Left: Planes added individually to the surface list | Right: planes combined into a single editable poly object
When Altitude Range Limit is on, scattered objects will only appear within the height range defined by the Top and Bottom values. If you don't want a sharply defined boundary or if you want to create layers or other effects, then a falloff curve gives you precise control of the density of scattered objects across this range. The rate and extent of the falloff effect is defined by the curve editor where the X axis plots the altitude range between the Top and Bottom values.
The scale falloff curve works in a similar way, allowing you to control the scale of scattered objects over the altitude range. You could for example reduce the size of the trees at higher altitudes where in reality oxygen may be thinner.
Activating slope range allows you to use the angle of the surface to limit the distribution of scattered objects. The Min and Max values define the angle, measured in degrees, where 0 is fully horizontal and 90 is completely vertical. As with altitude range, you are able to use falloff curves to precisely control the density and size of scattered objects based on the angle of the underlying surface.
That's the theory, let's put some of these features to use on a simple scene.
Afforesting the mountains
When first selecting the terrain you may get a warning that Maximum Density has been reached.
This is because the number of trees being created has exceeded the maximum number specified by the Max Density value found in the distribution map rollout. In this example we will be limiting the trees to within the camera frustum so the number of scattered trees will soon be substantially reduced. You can safely click Do not show this message again and then OK. If necessary you can also increase the Max Density value.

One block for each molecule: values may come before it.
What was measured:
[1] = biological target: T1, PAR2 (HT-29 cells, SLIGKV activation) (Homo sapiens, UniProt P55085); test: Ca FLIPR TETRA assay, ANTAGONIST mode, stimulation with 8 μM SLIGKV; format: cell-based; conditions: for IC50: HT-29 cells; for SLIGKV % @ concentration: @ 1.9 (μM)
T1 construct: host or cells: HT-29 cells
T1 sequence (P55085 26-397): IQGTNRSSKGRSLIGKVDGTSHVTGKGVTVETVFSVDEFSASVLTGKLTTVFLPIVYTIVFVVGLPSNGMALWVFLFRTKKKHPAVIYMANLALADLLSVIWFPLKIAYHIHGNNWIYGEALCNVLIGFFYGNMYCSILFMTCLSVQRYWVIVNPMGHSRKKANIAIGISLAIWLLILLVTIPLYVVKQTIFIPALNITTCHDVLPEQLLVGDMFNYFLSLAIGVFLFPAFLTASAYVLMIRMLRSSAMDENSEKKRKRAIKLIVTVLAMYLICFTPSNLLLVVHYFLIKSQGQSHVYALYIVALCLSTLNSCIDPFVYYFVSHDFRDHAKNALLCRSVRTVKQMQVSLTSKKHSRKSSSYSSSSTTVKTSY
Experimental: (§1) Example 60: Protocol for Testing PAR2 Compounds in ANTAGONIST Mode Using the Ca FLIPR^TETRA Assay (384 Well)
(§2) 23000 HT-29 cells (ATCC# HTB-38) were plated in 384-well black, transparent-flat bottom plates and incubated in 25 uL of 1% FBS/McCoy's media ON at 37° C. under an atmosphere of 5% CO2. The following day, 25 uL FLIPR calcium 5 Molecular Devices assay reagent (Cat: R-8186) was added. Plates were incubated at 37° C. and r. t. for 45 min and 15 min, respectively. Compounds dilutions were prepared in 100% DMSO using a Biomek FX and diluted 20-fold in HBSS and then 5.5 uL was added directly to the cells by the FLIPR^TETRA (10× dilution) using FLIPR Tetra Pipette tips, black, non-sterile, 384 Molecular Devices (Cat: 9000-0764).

- Create a new Forest Pack object going to Create > Itoo > Forest Pack and clicking on the Terrain object in the scene
- Go the the Geometry rollout, click on Add Multiple Custom Objects and select Tree1, Tree2, and Tree3.
The tree models used in this scene.
- The terrain is huge at 17km square! To optimise the scene and prevent Forest Pack from creating trees that are outside of the rendered view go to the Camera rollout and assign Camera002. Turn on Limit to Visibility and set the Back Offset to 0.5km and the Far Clipping Plane to 6km. This will limit the trees to within the camera frustum.
- Open the Distribution rollout and set the map type to Full. Set the Density to 0.5km.
- The Full distribution map creates a grid-like pattern of trees. To avoid this, go to the Transform rollout and enable Translation. Set the Min values for X and Y to -200% and the Max values to 200%.
- Enable Rotation and Scale and set the scale Minimum to 75% and the Maximum to 110%.
- Open the Surface rollout. Enable Limited in the Altitude Range group and set the Top to 1.544km and the Bottom to 0.46km.
- Turn on the Density Falloff and Scale Falloff functions and reduce the scale and density as the trees ascend the mountain by adjust the curves as follows:
- Turn on Limited by Slope Range and change the Max value to 44 degrees. This will prevent trees from growing half way up the cliffs.
Next we'll use similar techniques to add some boulders on the shoreline
- Create a new Forest Pack object by selecting the Terrain surface.